Ok, we all know that buying used cars offers incredible bang for our buck but when the topic goes to lightly used vehicles, then there are more parameters to consider before you put your name on the title.
According to a study from automotive research firm iSeeCars, the average new car costs 30.2 percent more than the one-year-old used version of the same model. However, certain models have been found to have a much closer price gap between new and lightly used in the market.
The study analyzed data from over 7 million new and used cars sold between August 2018 and January 2019, comparing the prices of new models to those of their lightly used equivalents.
The list with the top 10 cars to buy new instead of used includes seven SUVs, which thanks to their all-time high popularity scored a below-average price difference betwen new and lightly used examples.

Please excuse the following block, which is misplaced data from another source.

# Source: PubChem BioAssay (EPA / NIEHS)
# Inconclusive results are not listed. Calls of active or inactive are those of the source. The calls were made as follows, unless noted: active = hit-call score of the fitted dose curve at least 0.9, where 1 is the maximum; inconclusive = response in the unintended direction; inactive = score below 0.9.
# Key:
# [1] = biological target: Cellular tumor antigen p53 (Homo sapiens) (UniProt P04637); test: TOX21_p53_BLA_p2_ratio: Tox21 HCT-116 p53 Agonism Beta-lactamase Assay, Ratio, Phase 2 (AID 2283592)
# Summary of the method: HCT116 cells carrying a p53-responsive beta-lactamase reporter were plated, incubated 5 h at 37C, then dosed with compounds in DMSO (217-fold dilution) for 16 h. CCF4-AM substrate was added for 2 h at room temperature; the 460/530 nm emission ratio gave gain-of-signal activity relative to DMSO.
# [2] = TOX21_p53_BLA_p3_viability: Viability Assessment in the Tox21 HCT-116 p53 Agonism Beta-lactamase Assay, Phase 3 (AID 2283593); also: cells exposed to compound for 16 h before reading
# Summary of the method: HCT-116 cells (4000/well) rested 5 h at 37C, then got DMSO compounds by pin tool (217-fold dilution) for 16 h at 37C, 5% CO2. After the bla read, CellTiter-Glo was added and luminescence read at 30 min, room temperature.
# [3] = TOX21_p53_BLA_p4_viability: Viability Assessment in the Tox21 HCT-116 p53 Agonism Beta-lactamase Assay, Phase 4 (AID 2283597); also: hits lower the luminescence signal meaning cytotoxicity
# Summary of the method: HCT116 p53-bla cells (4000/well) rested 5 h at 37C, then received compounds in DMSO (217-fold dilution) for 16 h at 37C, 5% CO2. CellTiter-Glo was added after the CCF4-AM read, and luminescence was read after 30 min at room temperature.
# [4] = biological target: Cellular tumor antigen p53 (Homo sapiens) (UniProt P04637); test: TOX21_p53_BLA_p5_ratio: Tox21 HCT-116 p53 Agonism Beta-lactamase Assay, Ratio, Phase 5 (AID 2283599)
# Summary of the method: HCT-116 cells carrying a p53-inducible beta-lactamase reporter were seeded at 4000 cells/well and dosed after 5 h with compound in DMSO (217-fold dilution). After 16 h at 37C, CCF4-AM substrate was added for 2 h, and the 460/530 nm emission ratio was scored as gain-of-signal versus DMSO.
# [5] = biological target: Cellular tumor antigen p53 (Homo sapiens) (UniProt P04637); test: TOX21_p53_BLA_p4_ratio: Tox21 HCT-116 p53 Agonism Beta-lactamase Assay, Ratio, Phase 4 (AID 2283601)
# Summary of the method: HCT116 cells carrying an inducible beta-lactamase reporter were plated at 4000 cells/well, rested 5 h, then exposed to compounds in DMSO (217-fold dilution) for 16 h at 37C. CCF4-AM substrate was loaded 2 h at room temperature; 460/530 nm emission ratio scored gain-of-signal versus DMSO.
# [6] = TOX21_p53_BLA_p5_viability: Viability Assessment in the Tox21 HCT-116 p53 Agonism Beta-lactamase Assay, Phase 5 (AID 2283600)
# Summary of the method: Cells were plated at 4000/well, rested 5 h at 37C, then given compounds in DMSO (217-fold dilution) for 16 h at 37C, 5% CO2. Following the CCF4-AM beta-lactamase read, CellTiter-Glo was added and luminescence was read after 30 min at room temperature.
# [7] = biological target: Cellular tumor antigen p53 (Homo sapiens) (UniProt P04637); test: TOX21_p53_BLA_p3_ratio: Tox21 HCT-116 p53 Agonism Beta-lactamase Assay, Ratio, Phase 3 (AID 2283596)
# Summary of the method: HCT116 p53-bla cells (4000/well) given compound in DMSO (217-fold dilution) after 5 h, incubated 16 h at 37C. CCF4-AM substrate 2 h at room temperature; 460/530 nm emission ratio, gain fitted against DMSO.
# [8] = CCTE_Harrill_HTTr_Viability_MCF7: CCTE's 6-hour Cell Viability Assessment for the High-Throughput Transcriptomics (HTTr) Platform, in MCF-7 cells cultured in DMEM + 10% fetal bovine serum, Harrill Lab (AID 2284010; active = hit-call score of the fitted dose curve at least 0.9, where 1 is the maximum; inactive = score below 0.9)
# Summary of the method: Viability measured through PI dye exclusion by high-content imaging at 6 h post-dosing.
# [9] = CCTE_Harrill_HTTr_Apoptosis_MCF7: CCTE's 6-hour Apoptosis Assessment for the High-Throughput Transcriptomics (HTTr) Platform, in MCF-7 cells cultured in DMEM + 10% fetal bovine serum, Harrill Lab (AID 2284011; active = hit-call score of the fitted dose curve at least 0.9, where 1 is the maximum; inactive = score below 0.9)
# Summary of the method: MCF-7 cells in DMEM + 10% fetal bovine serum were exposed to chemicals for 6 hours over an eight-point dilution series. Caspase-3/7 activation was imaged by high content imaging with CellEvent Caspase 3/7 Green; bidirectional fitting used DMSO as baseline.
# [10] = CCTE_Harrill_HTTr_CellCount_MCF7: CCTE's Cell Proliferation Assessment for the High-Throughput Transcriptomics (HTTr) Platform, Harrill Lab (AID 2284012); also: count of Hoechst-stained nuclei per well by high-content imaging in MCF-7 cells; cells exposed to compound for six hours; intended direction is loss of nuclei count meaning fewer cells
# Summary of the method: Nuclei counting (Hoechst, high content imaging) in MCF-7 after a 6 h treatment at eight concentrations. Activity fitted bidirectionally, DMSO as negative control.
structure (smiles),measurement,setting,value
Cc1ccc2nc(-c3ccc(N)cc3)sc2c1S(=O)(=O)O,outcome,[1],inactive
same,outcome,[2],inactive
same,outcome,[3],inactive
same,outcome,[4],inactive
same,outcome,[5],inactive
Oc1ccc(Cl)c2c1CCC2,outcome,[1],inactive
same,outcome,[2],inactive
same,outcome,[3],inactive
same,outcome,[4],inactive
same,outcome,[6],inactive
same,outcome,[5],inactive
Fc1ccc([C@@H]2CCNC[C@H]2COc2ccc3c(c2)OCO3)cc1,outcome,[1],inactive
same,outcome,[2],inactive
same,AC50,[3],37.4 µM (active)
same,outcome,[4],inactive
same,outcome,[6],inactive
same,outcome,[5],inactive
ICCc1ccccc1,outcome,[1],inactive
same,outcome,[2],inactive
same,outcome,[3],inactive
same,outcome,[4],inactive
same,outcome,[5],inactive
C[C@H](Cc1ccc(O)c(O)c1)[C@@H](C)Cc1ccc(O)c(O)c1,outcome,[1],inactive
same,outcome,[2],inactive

The top spot goes to the Honda HR-V, which is just 10.5 percent more expensive new than an one-year old used example, at $2.260. The BMW X1 is ranked second with a 11.7 percent difference, followed by the Subaru Crosstrek with a 12.2 percent difference.
“Subcompacts are a rapidly growing segment because they strike the right balance of cargo room and other SUV perks while maintaining a price tag that is comparable to sedans,” said iSeeCars CEO Phong Ly. “Each are among the top models in their class,, and the demand could be driving up prices for lightly used versions of these subcompact SUVs.”
The Toyota Tacoma shined as the best-performing truck in the study, ranked at fifth place with a 12.3 percent difference, at $3,891. “The Toyota Tacoma is known for its reliability and durability, and because of the high demand for lightly-used pickups, it maintains most of its value in the used car marketplace,” said Ly.
The only passenger cars in the list are the sixth-ranked Honda Civic and the tenth-ranked Subaru Impreza. Despite the sales decline in the segment, demand for compact sedans is still there, especially from customers looking a more affordable vehicle.